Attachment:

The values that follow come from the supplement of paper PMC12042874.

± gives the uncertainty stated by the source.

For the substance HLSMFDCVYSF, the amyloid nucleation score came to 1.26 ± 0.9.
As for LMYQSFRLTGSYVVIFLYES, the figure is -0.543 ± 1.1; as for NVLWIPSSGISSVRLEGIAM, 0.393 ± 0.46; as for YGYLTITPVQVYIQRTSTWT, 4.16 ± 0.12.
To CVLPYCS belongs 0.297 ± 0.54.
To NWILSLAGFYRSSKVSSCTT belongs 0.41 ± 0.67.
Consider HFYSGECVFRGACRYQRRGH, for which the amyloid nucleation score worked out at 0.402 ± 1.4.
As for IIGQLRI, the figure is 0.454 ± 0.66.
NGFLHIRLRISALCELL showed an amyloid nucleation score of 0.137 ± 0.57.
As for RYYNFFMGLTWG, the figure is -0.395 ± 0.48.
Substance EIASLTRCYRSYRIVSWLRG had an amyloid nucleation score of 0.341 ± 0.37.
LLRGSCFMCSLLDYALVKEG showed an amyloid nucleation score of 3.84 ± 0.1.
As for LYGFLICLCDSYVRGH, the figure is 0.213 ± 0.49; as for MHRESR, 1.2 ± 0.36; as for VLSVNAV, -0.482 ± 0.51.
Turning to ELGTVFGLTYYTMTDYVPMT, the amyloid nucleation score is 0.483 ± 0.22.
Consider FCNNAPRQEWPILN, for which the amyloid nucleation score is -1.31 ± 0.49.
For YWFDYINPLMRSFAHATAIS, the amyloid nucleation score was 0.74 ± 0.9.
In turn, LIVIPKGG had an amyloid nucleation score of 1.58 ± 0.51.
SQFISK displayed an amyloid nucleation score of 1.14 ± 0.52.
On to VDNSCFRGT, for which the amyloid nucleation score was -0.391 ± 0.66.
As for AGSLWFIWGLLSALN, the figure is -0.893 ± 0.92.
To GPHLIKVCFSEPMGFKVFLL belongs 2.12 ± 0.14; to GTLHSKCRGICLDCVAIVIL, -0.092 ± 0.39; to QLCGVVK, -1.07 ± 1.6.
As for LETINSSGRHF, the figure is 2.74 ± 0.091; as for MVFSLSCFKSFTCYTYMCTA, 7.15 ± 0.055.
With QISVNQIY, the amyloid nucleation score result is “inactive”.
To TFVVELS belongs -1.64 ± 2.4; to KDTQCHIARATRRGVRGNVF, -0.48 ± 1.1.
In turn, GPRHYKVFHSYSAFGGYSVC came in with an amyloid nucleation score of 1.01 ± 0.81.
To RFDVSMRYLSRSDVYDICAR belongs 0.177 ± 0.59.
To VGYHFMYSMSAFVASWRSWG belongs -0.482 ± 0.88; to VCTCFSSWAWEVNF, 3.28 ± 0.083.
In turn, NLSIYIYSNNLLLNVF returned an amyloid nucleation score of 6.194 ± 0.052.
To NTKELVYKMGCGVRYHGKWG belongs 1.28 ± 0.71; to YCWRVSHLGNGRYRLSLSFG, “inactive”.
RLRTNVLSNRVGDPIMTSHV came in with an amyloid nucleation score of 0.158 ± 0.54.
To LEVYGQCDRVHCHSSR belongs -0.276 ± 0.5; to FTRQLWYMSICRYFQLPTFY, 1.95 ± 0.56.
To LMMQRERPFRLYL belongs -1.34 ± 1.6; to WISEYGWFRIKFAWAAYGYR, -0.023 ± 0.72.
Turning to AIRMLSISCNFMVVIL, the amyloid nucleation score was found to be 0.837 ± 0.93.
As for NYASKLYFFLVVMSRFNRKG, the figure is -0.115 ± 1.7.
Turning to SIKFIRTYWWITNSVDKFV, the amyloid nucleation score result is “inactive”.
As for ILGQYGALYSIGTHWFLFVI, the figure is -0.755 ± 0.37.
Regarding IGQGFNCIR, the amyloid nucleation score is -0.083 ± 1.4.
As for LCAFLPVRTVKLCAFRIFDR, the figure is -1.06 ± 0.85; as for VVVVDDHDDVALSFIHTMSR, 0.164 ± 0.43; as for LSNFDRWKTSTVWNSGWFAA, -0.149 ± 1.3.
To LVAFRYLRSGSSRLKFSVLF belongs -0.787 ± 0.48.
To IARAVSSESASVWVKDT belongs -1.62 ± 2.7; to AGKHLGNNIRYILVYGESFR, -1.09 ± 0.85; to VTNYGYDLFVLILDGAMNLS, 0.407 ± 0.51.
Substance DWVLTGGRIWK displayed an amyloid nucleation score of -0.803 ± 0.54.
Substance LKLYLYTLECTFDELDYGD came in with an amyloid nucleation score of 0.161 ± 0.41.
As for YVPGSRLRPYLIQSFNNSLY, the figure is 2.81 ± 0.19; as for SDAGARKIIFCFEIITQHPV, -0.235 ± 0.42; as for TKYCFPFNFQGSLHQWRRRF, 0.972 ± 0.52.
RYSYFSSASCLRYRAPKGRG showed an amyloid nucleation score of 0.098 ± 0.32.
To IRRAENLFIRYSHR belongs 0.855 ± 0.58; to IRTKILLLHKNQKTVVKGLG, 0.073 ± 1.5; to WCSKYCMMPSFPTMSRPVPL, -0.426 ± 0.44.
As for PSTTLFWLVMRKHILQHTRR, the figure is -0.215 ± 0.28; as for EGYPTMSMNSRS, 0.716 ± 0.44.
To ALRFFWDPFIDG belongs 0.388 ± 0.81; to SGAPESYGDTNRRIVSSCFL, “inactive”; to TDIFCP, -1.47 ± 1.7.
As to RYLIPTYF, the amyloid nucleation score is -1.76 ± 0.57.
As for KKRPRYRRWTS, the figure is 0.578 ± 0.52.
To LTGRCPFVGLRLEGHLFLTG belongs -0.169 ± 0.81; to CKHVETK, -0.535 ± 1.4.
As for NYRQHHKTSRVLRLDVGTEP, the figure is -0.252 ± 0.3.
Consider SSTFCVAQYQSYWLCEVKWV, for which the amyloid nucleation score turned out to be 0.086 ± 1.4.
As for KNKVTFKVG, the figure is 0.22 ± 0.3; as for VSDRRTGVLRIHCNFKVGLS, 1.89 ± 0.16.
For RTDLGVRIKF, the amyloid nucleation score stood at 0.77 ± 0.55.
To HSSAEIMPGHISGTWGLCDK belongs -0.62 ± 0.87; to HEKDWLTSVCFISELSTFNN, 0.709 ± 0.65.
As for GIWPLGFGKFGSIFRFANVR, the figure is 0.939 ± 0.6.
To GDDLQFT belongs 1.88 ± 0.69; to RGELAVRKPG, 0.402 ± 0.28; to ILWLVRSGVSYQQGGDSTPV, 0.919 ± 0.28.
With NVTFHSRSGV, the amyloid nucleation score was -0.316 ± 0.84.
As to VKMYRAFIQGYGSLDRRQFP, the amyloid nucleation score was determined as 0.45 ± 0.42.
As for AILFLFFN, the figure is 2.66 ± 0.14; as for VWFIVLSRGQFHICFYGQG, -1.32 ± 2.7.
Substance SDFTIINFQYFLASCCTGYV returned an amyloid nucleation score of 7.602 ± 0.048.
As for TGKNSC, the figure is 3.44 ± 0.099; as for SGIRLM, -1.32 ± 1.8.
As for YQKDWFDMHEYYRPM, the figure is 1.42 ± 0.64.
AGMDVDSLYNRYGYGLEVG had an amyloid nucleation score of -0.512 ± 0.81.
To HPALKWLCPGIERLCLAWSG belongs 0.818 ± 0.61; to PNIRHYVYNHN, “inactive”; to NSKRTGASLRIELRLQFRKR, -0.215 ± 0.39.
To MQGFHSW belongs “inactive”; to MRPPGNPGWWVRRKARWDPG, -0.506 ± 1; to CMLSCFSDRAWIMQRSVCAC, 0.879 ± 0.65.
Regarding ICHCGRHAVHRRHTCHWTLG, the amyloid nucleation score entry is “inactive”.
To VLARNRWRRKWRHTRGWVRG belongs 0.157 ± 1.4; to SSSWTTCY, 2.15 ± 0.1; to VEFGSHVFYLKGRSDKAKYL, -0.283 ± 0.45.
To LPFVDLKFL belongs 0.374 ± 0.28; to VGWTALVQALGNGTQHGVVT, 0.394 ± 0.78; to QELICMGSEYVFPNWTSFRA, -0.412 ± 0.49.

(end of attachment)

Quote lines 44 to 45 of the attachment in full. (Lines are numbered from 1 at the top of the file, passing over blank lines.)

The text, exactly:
RYSYFSSASCLRYRAPKGRG showed an amyloid nucleation score of 0.098 ± 0.32.
To IRRAENLFIRYSHR belongs 0.855 ± 0.58; to IRTKILLLHKNQKTVVKGLG, 0.073 ± 1.5; to WCSKYCMMPSFPTMSRPVPL, -0.426 ± 0.44.